Now one of them is missing.
Abi Maya Sarki, 24, vanished July 25 after working the night shift at a Riverdale Park McDonald’s, where she knew enough McEnglish to navigate her way through Quarter Pounders and meal-deal menus.
“She was nice and a hard worker. So we hired two more people from her country,” an assistant manager told me.
Four workers gasped when I walked in this week and showed them Abi’s picture. They were certain that I was coming with bad news.
There was no drama surrounding her work life. No one knew of a boyfriend or rowdy group of friends or a stalker. The woman with exquisite cheekbones, cappuccino skin and waist-long hair straight as silk threads was quiet and unassuming.
“Nothing. All of a sudden, she was just gone,” the manager said.
County police are investigating, although they haven’t found any evidence of foul play.
After she finished work, Abi slept and then made half of the family’s meal in the morning — just the rice. One of her four siblings — two sisters and two brothers — or her mother would finish the rest. They’d make the vegetables with turmeric or chili or cardamom, a fragrant, spicy mix that wafts through the apartment building.
There are about 50 Bhutanese refugee families in the Parkview Gardens Apartments in Riverdale.
Most of them are Lhotshampas, who fled Bhutan after thousands were imprisoned and tortured by the government, according to Amnesty International.
Abi and her siblings were very young when their family escaped. Her youngest brother, who goes to high school in Greenbelt, was born in the camps.
Here they have been plunged into a strange world of ATMs, SmarTrip cards, mobile phones, apartment contracts and McGriddle specials. In the United States, few people have heard of Bhutan.
“Abi was starting to have some regrets about coming to America,” Bhin Maya Sarki, her mother, told me this week through an interpreter, Laxman Dulal.
Bhin has been curled up in their apartment since Abi went missing, taking medication to fight the overwhelming fear that she brought her family to a place more dangerous than the one she fled. Her husband died just seven months before they came to this country.
“Abi was happy when we got here but became a little depressed when she realized how tough life can be here,” Bhin told me.
The other children all put in hours working at a food-prep facility in Savage, where they prepare the macaroni salad that you buy at a grocery store deli. But with her navy blue uniform and regular schedule at McDonald’s, Abi was the primary breadwinner for the family.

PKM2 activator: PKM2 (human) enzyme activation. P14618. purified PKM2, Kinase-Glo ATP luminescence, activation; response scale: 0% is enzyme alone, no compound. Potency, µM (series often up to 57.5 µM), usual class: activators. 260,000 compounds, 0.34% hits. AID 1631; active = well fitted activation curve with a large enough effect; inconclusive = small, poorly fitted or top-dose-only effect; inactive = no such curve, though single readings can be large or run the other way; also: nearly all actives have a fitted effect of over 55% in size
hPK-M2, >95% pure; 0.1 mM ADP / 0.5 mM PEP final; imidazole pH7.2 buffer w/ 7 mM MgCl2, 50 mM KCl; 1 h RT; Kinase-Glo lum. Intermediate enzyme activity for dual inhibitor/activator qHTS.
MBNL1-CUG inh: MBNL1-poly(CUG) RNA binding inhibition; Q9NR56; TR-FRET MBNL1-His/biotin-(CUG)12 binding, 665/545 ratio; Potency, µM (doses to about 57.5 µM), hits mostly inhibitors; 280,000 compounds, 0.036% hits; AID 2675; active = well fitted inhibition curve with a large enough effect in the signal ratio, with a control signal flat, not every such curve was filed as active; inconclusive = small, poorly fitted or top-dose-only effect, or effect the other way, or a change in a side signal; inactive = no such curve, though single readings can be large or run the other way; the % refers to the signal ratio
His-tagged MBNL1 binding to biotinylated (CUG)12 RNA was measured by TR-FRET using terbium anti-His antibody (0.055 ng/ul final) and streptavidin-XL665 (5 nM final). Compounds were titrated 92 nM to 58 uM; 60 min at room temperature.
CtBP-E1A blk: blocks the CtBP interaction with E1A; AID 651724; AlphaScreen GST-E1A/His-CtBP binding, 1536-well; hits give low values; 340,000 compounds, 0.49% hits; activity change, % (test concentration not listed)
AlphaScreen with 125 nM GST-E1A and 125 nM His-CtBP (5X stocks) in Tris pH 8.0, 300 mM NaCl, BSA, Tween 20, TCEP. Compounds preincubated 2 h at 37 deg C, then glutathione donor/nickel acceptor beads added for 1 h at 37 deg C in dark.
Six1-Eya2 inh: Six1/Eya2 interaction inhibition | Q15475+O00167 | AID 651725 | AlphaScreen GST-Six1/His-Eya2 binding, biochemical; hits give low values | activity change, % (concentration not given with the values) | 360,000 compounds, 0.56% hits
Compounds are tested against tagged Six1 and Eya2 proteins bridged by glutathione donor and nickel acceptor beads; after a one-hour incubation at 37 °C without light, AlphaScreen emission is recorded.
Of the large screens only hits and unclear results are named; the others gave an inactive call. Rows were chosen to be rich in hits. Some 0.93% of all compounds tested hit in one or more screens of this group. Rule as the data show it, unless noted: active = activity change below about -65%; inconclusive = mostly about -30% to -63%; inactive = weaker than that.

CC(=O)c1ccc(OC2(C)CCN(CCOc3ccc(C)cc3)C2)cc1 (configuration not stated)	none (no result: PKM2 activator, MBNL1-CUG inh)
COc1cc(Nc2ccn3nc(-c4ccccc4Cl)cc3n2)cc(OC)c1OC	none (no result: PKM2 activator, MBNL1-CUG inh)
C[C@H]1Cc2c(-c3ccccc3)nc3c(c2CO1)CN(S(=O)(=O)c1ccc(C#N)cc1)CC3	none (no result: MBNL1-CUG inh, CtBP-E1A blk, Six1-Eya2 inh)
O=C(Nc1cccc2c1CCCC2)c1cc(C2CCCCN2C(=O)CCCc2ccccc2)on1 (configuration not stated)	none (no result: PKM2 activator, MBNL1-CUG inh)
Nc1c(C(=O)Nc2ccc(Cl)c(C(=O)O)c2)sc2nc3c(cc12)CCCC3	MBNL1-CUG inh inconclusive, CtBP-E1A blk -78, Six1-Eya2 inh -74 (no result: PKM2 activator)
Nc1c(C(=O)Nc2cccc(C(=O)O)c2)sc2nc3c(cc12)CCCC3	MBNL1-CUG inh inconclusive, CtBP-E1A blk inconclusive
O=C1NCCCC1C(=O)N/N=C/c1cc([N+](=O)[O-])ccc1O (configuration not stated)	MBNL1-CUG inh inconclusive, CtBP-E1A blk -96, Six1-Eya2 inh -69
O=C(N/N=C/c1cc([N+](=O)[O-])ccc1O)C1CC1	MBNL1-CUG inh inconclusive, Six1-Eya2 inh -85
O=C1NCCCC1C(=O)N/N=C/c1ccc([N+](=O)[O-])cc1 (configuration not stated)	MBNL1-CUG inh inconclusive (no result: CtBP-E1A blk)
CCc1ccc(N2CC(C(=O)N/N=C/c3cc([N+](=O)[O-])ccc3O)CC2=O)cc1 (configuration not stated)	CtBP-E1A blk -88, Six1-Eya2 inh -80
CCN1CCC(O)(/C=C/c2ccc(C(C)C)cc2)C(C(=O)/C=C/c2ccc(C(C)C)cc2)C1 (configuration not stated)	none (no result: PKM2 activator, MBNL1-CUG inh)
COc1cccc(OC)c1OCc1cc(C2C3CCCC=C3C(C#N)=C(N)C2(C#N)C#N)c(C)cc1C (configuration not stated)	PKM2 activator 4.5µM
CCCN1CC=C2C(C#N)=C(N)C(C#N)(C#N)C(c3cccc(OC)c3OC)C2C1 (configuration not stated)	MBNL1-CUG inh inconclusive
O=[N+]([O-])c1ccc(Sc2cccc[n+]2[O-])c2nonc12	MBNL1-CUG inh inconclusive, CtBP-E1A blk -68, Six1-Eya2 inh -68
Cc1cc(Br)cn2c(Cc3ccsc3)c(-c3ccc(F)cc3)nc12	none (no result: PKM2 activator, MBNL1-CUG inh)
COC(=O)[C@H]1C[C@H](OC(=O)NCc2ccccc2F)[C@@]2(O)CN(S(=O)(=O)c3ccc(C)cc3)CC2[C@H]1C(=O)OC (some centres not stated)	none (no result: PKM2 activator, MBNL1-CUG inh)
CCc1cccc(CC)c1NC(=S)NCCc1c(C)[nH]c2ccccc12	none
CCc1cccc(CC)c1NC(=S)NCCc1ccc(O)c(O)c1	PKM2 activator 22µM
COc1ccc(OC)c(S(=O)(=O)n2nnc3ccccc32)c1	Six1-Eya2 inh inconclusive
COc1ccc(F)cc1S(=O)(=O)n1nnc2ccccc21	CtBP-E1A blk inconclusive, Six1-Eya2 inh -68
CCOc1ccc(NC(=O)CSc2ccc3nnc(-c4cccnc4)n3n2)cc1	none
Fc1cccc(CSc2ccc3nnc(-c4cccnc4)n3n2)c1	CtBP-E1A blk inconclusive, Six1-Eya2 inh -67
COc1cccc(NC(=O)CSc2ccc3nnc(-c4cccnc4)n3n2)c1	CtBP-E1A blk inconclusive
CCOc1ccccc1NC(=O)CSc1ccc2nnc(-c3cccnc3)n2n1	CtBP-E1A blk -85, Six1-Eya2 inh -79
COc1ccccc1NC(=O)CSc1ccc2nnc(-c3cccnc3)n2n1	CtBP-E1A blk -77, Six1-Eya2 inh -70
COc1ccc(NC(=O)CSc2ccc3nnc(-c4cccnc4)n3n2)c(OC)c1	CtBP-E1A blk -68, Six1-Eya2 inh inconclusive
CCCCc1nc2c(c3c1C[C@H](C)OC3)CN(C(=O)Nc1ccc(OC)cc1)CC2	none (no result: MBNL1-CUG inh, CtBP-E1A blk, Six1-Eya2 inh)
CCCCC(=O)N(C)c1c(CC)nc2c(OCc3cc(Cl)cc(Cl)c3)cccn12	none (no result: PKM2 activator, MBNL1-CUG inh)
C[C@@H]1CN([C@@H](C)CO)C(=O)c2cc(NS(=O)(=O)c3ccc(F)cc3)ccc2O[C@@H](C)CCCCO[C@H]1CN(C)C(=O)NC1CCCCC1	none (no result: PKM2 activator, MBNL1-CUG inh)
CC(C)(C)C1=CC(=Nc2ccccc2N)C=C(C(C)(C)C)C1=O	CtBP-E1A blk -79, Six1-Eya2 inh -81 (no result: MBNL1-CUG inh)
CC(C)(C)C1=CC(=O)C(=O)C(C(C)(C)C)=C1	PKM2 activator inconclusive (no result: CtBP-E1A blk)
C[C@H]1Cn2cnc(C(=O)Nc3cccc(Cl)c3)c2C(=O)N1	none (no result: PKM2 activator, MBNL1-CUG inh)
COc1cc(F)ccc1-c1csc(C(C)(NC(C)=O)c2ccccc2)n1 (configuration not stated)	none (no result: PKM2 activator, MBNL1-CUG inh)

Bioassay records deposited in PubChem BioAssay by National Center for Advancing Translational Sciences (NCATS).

The morning she was last seen, she was supposed to be heading to an appointment that she had made with her refugee case manager at the International Rescue Committee. She had her mobile phone with her but left behind her bank card, identity card and papers, purse, favorite clothes and about $800.
From that phone, she called her case manager and canceled the appointment. Then she called her sister, Oma, 21, and ostensibly lied, telling her that she was safely at the rescue committee’s office in Silver Spring.
And that was it.
“It was like she was freeing herself up that day to do something that, maybe, her family didn’t know about,” said Dulal, who has been an advocate for the family.
Since then, her phone has not been used. Her credit cards and the $1,000 in her Bank of America checking account haven’t been touched.
“We can’t imagine where she is. If she’s in a room where someone is holding her, where she can’t get to a phone,” Oma said with help from Dulal. “We just don’t know.”
Her family was horrified when a Prince George’s police detective came by to collect some of Abi’s clothing a couple of days ago.
But Cpl. Evan Baxter, a department spokesman, said it’s a standard, precautionary measure to have DNA samples read in case a Jane Doe is found and they want to run tests. So far, there is no evidence that the DNA will be needed.
“The detective is still pursuing any and all leads to the fullest,” Baxter said. “But right now, all of the signs are pointing the detective to believe that the missing person left all on her own.”
Bhin doesn’t believe her daughter would just leave them. “We had a good relationship, genuine,” she said.
Abi’s disappearance is huge news in the Bhutanese community.
“Even people in the camps in Nepal are hearing about this,” Dulal told me. “They are wondering about coming to America. This place where a woman can just disappear.”
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